Wales & SW England: Golf’s Road Less Travelled (Part 6)
Playing Royal North Devon (a.k.a. Westward Ho) is akin to using a time machine. Honest to God, it feels as though anywhere - on the course or in the wonderful old clubhouse - Braid, Taylor, Vardon or even Old Tom himself might walk right up and start talking golf. And rightly so, as this is the oldest links course in all of England. Using the word charming would not be out of the question when describing RND. But as that’s due more to my being a bit of a romantic about these things, please don’t take that to mean lack of challenge, for there are many. First of all, you are seaside, although never quite hard against the shore. The terrain itself is more rumpled than tumbling but this true links land all the way through. After the first 2 gentle holes to get you going, the game is on. My favorite holes would be the wonderful short but uphill par 3 fifth surrounded by pot bunkers and the par 5 ninth that turns gently left to a severely sloping green guarded by a nasty bunker placed right in the front – no bouncing it in here!
The adventures of my buddies Hutchie and Lucky Lew would continue here. Lucky is still not playing because he’s close to needing hospital style traction but both of them were able to score individual 1-seat buggies for this round of golf. Imagine, if you will, golf via hover-round. Their “drag race” down the straightaway 17th hole was priceless.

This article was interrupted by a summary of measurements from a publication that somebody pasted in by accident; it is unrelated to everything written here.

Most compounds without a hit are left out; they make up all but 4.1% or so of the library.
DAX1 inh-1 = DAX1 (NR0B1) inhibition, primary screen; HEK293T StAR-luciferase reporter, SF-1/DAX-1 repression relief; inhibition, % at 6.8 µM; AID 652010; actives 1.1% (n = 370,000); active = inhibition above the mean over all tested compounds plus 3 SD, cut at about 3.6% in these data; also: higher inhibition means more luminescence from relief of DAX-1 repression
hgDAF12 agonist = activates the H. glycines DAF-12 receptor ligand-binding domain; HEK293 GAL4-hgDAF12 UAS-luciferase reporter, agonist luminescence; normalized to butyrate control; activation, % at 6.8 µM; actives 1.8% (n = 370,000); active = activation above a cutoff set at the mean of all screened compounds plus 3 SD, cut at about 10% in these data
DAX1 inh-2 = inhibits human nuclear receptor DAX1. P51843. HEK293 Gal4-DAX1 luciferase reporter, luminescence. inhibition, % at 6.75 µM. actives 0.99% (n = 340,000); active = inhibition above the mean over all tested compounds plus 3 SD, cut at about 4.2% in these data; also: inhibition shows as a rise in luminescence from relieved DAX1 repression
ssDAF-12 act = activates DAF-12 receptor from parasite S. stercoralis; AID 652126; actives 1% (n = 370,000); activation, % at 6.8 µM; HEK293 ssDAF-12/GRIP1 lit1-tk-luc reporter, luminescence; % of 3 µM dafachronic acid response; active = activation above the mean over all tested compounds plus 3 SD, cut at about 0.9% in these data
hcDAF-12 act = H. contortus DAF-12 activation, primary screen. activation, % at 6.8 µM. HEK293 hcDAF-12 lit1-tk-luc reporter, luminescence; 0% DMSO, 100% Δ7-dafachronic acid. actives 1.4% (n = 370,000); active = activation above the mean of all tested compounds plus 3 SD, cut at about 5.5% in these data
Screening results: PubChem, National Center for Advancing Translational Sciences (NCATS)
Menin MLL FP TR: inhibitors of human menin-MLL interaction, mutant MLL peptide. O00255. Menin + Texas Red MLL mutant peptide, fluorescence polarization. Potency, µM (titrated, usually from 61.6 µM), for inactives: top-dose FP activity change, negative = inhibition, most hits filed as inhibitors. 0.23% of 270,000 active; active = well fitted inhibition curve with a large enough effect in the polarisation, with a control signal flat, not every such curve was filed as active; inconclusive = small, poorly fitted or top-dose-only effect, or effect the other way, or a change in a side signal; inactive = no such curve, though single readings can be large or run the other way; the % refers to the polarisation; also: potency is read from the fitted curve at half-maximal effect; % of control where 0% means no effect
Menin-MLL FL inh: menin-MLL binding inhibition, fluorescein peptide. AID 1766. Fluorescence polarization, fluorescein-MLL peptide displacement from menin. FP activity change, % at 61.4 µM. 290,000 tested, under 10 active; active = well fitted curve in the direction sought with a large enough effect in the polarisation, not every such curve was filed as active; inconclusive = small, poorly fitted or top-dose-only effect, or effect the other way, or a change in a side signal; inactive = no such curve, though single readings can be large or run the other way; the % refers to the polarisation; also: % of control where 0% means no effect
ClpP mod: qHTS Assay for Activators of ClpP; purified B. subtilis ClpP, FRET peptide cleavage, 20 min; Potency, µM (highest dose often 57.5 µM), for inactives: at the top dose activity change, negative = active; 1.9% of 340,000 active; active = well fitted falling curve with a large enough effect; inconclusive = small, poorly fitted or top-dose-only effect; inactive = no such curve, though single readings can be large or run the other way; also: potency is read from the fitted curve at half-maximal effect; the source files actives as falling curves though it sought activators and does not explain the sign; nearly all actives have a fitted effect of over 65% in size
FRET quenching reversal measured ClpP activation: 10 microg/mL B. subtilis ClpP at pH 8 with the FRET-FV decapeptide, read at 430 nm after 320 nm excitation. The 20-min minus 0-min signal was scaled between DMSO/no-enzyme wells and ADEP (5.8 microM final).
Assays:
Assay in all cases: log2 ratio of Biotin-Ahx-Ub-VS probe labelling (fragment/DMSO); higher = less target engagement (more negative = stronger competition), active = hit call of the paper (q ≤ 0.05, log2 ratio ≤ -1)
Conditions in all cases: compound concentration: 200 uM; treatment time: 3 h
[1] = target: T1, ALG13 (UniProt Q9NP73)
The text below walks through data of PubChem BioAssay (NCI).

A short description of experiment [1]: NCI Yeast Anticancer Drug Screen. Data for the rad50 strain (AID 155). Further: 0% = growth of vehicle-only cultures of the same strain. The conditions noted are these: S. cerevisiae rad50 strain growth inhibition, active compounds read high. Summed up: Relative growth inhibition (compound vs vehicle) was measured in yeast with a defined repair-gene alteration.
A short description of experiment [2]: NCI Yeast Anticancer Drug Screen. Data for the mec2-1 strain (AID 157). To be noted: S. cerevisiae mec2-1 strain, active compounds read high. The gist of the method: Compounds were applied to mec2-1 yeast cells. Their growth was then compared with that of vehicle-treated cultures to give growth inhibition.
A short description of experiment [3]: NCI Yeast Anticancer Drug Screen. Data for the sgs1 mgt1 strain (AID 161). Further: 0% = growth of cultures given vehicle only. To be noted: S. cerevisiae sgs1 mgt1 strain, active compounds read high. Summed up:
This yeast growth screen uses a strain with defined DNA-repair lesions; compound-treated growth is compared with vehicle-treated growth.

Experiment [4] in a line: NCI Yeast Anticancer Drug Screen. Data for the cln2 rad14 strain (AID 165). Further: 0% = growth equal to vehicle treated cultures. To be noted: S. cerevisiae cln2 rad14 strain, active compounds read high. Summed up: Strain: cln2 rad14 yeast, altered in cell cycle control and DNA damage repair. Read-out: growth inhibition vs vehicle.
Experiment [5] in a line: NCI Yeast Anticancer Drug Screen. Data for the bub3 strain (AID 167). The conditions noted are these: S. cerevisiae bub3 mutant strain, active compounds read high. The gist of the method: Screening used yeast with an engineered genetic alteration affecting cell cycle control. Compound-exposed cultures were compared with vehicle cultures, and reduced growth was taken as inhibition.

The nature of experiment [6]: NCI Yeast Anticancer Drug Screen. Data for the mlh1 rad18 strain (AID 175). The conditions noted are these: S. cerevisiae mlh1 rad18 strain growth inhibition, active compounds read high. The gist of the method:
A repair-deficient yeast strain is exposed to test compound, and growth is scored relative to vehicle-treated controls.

Bideford turned out to be a good town to use as a home base for playing golf in the area. Because it’s one of the larger towns in SW England we had many dining options. Every night we had a decent meal and the locals in the pubs were never less than friendly.
The East Course at Saunton Golf Club is a muscular, magnificent championship test. If the ancient Spartans played golf, they’d probably invade and make this their home course. The course is located on the inland side of a huge dune, so there are no jaw-dropping photo ops – unless you only want pictures of a terrific golf links. Once again the guys were able to acquire a buggy but Lucky’s back was in such bad shape that he preferred not to get bounced around anymore than necessary. So he took clubhouse pub detail once again.
Upon completion of the first two holes I was acutely aware it was a day to wear my big boy pants. Flared tee balls will be carried by the wind into the fescue and likely lost. There are ditches that must be negotiated carefully if coming out of the rough. Greens are well protected by bunkers are usually surrounded by hills & humps – unless the green is raised atop one of those small hills. On and on, every hole was very solid and in impressive condition. Saunton East is another one of those world class courses you will want to play twice.
Lucky Lew was waiting for us with a few locals on the veranda overlooking the 18th green. They were all snockered. But even that turned out to be nice because they got into the whole gallery thing when I got up and down from the greenside bunker, making a decent sized snake for par.
(Next up: St. Enodoc)
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